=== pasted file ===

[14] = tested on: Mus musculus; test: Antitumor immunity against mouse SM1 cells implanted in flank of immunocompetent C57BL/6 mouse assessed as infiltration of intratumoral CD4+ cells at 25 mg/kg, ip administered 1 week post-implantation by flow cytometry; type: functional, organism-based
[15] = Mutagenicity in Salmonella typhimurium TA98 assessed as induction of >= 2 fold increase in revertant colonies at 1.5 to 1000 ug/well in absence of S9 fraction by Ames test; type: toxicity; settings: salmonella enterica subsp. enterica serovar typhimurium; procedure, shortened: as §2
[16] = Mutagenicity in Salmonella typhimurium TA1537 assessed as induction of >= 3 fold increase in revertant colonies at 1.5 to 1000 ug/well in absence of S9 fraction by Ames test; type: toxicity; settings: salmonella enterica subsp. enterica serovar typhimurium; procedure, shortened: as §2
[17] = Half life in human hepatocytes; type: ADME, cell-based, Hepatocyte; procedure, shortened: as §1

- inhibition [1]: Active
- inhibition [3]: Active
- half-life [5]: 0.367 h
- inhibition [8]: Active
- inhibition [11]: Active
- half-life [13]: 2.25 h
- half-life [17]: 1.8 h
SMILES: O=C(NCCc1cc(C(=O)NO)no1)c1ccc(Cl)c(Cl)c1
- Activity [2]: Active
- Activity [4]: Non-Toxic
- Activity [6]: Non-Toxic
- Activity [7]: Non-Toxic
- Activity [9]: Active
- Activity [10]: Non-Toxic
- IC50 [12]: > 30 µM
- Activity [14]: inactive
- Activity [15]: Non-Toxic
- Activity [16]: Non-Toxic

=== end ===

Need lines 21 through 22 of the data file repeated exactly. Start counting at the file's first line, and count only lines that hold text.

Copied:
- Activity [15]: Non-Toxic
- Activity [16]: Non-Toxic